The Betrayal of Arthur has been one of the exciting projects I’ve ever worked on. It was big, it was cumbersome, it caused me many sleepless nights, but it was enormous fun and very illuminating. The idea came when I was approached several years ago to work on a CD game based on the heroes of the Dark Ages. The CD game deal fell through, but I combined the interest generated by that project with my teaching on the Arthurian legend to come up with a book that examines the betrayal of King Arthur: he was great, he was glorious and good and golden – but his wife ran off with someone else, his best friend cuckolded him, his son decided to murder him, his people abandoned him en masse, and – not surprisingly, given the degree to which he was betrayed – Arthur failed, and his realm came crashing down about him.
From my teaching programmes on the Arthurian legends I already had a fair understanding of the ‘why’, but for many months I immersed myself in scores of the rarely-read medieval manuscript poems and romances. The results were surprising. Firstly (and uncomfortably for our modern age which doesn’t like such things), the Arthurian legend as it was developed in the medieval period was a moralistic tragedy. Arthur failed for a reason – he was a moral failure. King Arthur was a man steeped in sexual sin and the sins of Eve. His was conceived amid a rape, and committed incest with abandon: all the women in his life (his mother Ygerna, his wife Guenevere, his sisters Morgan le Fay and Morgause) are representations of Eve. They all betray him as Eve betrayed Adam. A typical medieval theme! No wonder poor Arthur succumbed in the end: his wife’s sexual sin with Lancelot initiated the civil war (and reflected Arthur’s mother’s sin with his father) which gave Arthur’s incestuous son, Mordred, the chance to seize both throne and realm.
Secondly (and this is bound to be an unpopular theme), Arthur failed because he was himself a flawed king and man. He ‘went bad’, ‘went off the rails’ … use any cliché you like. Arthur’s early years as king was a time of great achievement-politically, culturally and socially – but his later years were marked with examples of such cruelty and injustice on Arthur’s part that he was abandoned by God, and his fortunes fell into the morass of familial betrayal.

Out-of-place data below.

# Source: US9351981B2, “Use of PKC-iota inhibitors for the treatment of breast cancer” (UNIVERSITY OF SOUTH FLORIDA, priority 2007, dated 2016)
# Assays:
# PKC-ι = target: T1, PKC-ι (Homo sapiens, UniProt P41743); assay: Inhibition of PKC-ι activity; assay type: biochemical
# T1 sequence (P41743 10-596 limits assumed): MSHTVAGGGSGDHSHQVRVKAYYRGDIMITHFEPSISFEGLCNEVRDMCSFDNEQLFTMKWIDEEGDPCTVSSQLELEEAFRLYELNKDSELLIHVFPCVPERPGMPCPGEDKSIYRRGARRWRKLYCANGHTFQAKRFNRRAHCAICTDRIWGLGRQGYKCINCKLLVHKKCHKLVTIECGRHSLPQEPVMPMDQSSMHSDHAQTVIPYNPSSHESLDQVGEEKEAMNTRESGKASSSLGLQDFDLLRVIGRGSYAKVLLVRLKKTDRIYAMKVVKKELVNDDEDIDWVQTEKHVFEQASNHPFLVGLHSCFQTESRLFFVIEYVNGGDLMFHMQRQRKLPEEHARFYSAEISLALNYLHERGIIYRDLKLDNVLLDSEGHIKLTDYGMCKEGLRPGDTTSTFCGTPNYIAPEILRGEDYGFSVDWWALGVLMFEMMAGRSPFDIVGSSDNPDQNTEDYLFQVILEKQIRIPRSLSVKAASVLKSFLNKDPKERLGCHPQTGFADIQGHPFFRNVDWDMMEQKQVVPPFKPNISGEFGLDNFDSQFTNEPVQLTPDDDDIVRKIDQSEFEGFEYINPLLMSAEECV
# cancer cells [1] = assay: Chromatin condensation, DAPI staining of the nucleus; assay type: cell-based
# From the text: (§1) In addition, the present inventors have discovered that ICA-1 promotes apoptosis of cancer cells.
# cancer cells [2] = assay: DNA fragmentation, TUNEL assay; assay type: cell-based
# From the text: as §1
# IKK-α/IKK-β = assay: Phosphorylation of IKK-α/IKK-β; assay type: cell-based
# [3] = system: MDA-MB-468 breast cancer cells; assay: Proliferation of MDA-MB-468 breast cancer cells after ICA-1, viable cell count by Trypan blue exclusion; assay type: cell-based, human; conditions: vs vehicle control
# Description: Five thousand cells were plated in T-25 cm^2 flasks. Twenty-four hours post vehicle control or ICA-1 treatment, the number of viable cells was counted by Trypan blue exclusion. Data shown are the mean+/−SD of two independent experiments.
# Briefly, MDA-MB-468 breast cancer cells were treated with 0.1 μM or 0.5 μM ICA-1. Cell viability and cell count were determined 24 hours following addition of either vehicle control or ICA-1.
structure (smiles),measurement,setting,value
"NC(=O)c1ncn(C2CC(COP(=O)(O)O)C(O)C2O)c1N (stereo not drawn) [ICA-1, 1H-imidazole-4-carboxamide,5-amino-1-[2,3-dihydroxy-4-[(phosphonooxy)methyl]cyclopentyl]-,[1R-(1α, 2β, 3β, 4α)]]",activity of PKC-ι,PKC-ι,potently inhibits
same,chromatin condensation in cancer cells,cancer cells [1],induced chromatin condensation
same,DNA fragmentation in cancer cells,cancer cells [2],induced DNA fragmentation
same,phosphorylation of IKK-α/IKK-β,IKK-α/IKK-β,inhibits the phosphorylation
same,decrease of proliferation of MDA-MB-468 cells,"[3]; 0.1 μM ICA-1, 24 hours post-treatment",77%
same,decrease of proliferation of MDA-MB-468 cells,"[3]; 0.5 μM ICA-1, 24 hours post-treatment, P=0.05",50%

Very few people have ever read the entire legend, or truly understand the medieval themes that underpin it (most people have a vague knowledge of the Arthur – Guenevere – Lancelot triangle, as something about Merlin’s role in Arthur’s life); but the entire core legend is vastly more complicated than, for example, modern film treatments of the Arthurian legend or the glossy coffee table books that purport to be “handbooks” of the legend. The Betrayal of Arthur is an attempt to explain the legend, its development over the past 1,000 years, and particularly the reasons behind Arthur’s betrayal by examining the various members of his immediate household, including Arthur himself, and their role in his ultimate failure.
Here’s the contents page, as a glimpse into the forthcoming book:
Preface and Acknowledgements
The Arthurian Family Tree
The Core Arthurian Legend
PART I: The Birth of a Legend
1. The Historic Background
2. The Legend is Born
3. Development of the Legend
4. The Betrayal Theme
PART II: Arthur’s Household
5. The Bed of Betrayal: Ygerna, Uther and Gorlois
6. Guenevere: The Empty Vessel, the Shore Without a Sea
7. Lancelot: Best of Lovers, Most Secret of Foes
8. The Witches: Eve at the Edge of Chaos
9. Mordred: Guilt Made Flesh
10. Merlin: The Inept Shepherd
PART III: Arthur the King
11. The Public Arthur: King, War Leader and Christian Icon
12. The Private Arthur: Son, Lover, Husband and Father
PART IV: The Quest for Arthur
13. Did Arthur Exist?
14. Arthur’s Journey Through History
15. The Once and Future King: Arthur as Saviour